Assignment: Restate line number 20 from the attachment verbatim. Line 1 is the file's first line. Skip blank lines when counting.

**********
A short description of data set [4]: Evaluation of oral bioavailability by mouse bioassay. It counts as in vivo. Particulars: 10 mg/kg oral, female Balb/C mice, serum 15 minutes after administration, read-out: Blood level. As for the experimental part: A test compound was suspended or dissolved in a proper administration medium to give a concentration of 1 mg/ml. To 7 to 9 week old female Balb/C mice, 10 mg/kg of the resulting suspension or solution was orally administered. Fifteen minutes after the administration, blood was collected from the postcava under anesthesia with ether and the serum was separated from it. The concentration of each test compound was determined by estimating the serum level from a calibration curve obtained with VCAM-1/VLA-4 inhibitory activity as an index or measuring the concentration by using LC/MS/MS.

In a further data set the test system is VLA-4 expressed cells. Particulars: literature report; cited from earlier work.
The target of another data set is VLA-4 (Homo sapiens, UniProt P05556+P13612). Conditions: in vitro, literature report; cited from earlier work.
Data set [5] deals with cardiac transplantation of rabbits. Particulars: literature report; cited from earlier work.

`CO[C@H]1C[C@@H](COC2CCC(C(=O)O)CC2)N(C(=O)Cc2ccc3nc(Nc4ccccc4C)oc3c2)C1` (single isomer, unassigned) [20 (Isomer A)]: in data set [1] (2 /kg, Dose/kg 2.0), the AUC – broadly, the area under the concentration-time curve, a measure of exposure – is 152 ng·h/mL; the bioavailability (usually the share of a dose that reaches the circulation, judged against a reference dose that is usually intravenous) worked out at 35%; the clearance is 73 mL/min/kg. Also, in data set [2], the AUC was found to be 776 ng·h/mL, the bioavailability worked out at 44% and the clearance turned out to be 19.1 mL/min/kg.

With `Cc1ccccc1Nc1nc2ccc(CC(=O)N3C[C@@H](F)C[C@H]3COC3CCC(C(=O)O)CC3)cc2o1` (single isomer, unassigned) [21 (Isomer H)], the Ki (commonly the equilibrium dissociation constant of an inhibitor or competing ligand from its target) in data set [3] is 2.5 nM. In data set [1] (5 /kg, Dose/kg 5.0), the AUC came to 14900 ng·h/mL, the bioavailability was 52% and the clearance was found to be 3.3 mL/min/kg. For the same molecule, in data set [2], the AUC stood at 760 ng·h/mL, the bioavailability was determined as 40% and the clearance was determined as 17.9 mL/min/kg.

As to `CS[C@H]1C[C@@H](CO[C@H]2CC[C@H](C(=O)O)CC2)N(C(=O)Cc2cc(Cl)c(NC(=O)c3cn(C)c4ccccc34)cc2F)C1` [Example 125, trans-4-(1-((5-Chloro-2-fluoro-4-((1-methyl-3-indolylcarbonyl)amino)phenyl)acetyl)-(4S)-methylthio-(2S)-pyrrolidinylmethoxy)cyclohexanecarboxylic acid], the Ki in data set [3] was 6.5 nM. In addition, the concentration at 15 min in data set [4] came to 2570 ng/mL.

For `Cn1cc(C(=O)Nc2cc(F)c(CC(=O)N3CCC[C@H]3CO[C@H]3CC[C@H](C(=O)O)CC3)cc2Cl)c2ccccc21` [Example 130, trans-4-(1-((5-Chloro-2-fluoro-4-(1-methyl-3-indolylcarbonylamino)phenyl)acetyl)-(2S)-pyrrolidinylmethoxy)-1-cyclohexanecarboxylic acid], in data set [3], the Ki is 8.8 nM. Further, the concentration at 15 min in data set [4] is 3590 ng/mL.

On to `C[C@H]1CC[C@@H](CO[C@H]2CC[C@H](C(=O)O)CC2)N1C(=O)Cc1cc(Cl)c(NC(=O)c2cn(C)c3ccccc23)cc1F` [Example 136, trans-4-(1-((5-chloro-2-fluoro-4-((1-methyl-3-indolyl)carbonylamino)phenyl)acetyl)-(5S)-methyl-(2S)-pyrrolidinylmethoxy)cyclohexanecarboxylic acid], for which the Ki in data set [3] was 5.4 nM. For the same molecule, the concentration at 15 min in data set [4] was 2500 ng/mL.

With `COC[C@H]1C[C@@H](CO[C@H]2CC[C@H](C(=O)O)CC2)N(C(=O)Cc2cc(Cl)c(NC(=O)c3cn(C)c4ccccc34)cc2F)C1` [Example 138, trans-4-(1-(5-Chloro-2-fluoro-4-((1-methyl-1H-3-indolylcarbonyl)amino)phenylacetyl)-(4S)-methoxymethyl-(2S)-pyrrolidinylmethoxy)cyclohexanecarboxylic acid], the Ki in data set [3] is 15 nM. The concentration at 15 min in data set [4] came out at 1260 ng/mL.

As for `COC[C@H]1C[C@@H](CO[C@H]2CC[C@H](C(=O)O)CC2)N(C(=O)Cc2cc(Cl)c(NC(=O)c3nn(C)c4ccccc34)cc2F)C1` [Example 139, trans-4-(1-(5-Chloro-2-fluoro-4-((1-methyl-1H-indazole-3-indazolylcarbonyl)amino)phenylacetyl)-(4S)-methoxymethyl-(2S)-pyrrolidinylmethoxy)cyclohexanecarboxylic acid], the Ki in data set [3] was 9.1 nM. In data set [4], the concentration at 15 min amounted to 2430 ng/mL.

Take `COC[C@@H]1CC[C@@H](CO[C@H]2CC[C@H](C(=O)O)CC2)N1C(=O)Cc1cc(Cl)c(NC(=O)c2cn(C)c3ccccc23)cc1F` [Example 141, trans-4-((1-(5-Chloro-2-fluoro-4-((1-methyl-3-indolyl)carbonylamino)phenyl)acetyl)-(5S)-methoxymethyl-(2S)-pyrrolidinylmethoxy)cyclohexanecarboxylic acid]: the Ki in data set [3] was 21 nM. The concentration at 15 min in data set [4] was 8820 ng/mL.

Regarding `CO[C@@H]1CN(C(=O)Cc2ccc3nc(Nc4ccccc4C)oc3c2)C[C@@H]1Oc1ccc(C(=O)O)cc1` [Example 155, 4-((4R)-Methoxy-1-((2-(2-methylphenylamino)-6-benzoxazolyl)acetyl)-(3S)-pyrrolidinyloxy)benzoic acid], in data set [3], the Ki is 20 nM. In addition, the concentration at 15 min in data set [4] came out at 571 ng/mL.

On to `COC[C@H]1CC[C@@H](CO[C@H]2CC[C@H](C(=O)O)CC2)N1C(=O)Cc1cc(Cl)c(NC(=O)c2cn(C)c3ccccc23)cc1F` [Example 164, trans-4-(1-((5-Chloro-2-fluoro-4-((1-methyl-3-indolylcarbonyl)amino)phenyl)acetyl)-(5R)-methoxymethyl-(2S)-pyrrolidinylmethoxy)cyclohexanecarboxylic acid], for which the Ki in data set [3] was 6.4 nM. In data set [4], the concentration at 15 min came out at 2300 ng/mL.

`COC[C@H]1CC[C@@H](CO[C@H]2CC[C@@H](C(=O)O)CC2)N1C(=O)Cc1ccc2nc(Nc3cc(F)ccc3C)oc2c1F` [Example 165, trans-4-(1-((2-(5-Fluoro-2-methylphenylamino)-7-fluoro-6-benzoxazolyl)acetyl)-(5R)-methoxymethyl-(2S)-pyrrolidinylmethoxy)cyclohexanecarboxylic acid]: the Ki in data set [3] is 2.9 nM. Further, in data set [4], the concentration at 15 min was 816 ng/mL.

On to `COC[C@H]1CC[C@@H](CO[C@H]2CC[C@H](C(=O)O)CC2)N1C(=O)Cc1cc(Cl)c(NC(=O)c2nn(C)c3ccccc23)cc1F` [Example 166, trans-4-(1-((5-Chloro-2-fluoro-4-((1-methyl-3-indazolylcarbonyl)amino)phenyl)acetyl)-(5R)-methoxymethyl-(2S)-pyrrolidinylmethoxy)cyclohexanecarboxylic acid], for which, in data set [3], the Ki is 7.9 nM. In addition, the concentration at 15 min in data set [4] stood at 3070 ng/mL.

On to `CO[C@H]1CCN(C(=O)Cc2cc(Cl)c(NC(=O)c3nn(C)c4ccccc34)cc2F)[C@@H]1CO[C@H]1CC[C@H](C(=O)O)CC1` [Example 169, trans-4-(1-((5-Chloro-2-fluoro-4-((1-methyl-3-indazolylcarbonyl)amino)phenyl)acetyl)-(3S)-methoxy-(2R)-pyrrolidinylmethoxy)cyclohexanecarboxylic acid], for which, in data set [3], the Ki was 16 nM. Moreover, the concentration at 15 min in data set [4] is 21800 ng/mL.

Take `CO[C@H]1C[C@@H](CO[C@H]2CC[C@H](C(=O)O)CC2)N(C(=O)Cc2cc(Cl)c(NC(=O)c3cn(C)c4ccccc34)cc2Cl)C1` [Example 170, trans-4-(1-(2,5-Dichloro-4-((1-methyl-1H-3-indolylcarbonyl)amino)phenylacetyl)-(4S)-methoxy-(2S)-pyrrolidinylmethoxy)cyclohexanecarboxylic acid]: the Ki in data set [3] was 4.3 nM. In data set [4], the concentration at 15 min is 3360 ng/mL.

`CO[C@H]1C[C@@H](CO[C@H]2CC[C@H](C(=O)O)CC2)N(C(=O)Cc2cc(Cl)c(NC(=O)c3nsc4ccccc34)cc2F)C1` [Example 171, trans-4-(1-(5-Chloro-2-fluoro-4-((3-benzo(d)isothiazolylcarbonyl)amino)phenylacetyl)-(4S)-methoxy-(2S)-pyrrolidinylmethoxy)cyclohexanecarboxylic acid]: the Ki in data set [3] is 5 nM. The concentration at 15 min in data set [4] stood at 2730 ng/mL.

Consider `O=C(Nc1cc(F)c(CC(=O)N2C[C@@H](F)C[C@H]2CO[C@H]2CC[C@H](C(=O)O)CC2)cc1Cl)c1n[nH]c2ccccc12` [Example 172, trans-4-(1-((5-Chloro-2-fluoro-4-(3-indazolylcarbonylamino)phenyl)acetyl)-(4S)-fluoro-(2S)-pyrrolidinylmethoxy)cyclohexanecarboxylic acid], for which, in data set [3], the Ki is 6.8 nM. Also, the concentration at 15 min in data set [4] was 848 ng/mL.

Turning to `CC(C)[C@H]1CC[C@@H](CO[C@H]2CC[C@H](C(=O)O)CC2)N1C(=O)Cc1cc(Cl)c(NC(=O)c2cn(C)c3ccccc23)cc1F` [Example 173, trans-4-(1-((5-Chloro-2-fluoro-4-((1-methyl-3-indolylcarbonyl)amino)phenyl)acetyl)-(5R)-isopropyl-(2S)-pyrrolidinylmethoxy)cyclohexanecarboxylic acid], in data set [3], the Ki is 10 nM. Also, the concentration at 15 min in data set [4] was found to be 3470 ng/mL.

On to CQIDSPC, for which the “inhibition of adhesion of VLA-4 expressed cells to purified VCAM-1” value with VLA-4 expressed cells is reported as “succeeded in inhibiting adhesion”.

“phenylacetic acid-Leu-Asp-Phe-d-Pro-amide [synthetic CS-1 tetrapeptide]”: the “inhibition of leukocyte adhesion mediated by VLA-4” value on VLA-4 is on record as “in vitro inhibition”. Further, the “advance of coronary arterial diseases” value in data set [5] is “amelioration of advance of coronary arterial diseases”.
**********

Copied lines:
Consider `O=C(Nc1cc(F)c(CC(=O)N2C[C@@H](F)C[C@H]2CO[C@H]2CC[C@H](C(=O)O)CC2)cc1Cl)c1n[nH]c2ccccc12` [Example 172, trans-4-(1-((5-Chloro-2-fluoro-4-(3-indazolylcarbonylamino)phenyl)acetyl)-(4S)-fluoro-(2S)-pyrrolidinylmethoxy)cyclohexanecarboxylic acid], for which, in data set [3], the Ki is 6.8 nM. Also, the concentration at 15 min in data set [4] was 848 ng/mL.